The doctrine of imputed negligence is not to be loosely applied, and "when there is nothing in common between the passenger and driver of the vehicle except a common destination and a common purpose in going there, the negligence of the driver is not to be imputed to the passenger." (Wessling v. Southern Pac. Co., 116 Cal. App. 455, 458 [3 P.2d 25].) The passenger must do more than to indicate the route to be traveled, and a certain plan in common is not sufficient to establish the relationship. (Pope v. Halpern, supra.)  Neither family relationship between the parties, nor association together in business, is determinative of the question. (Bryant v. Pacific Elec. Ry Co., supra; Moore v. Franchetti, 22 Cal. App. 2d 75 [70 P.2d 492].)  And as the imputation of contributory negligence is an affirmative defense, the defendant has the burden of proof upon that issue. (Bennett v. Chanslor & Lyon Co., supra; Huber v. Scott, 122 Cal. App. 334 [10 P.2d 150].)
 In the present case there is no evidence relating to the relations of Campagna and his son except the testimony of the father as to the manner in which he operated his produce peddling business and there is nothing to show that the boy had any interest in the business. In the words of the father, the appellant's services were "voluntary" and although the boy was supported by the father's earnings on the truck, there is nothing to show that at the time of the accident the young man controlled or had the right to control the truck Campagna was driving. He had nothing to say as to where the vegetables were to be purchased, or the amounts to be paid for them, what the route should be, what prices were to be charged customers, or how the business should be carried on. Nor did he have the right to share in the profits of the peddling business. According to the undisputed evidence, he merely accompanied his father on the truck and did his bidding. Under these circumstances, the boy's connection with the enterprise was that of an employee working for his living expenses, and it was prejudicial error for the trial court to instruct the jury concerning the principles [24 Cal. 2d 310] relating to the doctrine of imputed negligence. (Wessling v. Southern Pac. Co., supra.) The instruction upon the subject of contributory negligence was also unsupported by evidence and should not have been given.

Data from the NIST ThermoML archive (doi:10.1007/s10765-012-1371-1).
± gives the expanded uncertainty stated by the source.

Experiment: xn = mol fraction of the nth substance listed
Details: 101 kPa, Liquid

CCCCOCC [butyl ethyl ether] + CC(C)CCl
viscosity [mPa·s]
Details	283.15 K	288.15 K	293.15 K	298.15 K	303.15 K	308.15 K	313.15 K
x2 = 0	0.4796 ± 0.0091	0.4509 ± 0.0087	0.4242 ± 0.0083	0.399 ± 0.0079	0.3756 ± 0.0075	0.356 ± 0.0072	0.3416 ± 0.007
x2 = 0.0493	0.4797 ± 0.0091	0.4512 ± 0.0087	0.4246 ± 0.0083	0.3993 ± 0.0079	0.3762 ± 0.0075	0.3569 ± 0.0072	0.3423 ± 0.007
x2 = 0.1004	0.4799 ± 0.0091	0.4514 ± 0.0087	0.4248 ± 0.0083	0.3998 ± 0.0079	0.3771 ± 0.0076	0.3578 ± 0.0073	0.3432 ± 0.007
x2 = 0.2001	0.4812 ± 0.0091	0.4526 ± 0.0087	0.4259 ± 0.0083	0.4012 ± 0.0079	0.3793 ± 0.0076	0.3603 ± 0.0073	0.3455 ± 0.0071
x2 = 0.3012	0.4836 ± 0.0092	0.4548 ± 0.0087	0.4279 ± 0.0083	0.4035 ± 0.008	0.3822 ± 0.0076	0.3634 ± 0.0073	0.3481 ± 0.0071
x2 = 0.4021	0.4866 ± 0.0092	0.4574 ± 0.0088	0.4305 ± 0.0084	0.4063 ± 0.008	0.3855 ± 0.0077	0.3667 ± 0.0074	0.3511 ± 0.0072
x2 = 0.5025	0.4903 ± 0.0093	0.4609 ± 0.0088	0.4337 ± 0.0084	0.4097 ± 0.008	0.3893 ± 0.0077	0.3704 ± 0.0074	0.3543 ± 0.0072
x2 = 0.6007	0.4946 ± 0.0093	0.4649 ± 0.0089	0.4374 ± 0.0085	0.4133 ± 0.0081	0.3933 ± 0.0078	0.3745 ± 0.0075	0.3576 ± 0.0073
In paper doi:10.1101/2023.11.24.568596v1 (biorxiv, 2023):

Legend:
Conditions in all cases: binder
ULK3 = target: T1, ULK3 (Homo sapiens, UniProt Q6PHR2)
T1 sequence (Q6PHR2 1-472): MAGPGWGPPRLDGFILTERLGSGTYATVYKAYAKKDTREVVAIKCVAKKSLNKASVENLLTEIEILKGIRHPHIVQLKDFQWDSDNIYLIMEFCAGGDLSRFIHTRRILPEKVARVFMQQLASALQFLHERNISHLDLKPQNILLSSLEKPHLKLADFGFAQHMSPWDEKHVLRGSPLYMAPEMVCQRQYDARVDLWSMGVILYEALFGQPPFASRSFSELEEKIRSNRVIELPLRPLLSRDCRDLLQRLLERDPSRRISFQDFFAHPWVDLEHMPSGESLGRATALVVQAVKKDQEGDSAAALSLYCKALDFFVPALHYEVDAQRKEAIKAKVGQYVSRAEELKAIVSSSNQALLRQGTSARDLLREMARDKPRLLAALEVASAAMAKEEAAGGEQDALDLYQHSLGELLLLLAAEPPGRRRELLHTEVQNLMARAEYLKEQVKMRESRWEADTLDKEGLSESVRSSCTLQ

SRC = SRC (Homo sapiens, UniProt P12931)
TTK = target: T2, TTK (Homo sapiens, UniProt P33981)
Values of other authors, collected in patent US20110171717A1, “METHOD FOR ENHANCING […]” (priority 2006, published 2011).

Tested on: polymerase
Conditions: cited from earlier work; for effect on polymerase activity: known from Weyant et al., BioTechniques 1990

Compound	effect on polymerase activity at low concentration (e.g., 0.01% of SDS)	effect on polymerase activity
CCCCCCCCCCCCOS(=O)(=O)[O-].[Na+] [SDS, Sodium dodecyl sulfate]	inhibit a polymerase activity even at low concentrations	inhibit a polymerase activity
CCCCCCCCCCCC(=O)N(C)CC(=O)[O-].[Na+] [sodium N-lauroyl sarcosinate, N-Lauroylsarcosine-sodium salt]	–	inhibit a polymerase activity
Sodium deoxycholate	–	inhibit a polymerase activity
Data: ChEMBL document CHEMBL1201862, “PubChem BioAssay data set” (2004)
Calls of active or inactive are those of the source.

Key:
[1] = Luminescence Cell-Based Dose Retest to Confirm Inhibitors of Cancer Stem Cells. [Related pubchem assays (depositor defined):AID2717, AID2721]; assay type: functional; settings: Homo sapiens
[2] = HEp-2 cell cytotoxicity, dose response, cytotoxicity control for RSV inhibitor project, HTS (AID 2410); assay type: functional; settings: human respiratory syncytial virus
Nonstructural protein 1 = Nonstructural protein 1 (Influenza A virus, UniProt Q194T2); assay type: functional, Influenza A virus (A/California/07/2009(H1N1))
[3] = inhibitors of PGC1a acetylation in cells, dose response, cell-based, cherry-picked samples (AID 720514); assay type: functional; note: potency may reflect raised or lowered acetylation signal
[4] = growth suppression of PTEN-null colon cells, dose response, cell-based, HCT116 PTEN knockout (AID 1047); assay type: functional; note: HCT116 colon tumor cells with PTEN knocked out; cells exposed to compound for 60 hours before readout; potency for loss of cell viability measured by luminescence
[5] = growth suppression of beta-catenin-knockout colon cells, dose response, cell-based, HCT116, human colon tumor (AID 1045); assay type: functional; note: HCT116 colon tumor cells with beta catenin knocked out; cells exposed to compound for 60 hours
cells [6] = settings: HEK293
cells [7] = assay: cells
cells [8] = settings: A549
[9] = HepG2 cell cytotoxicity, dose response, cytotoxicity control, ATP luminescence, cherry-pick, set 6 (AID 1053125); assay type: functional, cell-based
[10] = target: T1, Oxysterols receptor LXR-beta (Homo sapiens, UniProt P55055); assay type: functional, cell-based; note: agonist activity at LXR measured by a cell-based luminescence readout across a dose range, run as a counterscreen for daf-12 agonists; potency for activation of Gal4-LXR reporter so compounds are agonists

This conclusion makes it unnecessary to consider the other points presented by the appellant.
The judgment is reversed.
Gibson, C.J., Shenk, J., Curtis, J., Carter, J., Traynor, J., and Schauer, J., concurred.